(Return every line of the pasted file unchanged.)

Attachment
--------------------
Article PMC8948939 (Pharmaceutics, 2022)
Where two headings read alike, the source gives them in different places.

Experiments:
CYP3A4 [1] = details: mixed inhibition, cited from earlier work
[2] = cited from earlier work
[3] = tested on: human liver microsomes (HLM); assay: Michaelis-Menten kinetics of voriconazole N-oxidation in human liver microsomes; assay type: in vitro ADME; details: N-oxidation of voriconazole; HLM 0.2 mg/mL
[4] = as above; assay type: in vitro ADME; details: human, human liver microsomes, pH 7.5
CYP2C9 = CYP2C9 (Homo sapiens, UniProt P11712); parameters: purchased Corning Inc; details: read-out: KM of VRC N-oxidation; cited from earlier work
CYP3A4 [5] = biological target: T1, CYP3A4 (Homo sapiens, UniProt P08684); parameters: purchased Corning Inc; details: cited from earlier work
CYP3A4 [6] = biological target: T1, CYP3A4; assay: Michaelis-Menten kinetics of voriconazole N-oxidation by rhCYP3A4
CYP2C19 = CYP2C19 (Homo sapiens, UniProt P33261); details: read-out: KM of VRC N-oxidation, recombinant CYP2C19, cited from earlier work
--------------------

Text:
Article PMC8948939 (Pharmaceutics, 2022)
Where two headings read alike, the source gives them in different places.

Experiments:
CYP3A4 [1] = details: mixed inhibition, cited from earlier work
[2] = cited from earlier work
[3] = tested on: human liver microsomes (HLM); assay: Michaelis-Menten kinetics of voriconazole N-oxidation in human liver microsomes; assay type: in vitro ADME; details: N-oxidation of voriconazole; HLM 0.2 mg/mL
[4] = as above; assay type: in vitro ADME; details: human, human liver microsomes, pH 7.5
CYP2C9 = CYP2C9 (Homo sapiens, UniProt P11712); parameters: purchased Corning Inc; details: read-out: KM of VRC N-oxidation; cited from earlier work
CYP3A4 [5] = biological target: T1, CYP3A4 (Homo sapiens, UniProt P08684); parameters: purchased Corning Inc; details: cited from earlier work
CYP3A4 [6] = biological target: T1, CYP3A4; assay: Michaelis-Menten kinetics of voriconazole N-oxidation by rhCYP3A4
CYP2C19 = CYP2C19 (Homo sapiens, UniProt P33261); details: read-out: KM of VRC N-oxidation, recombinant CYP2C19, cited from earlier work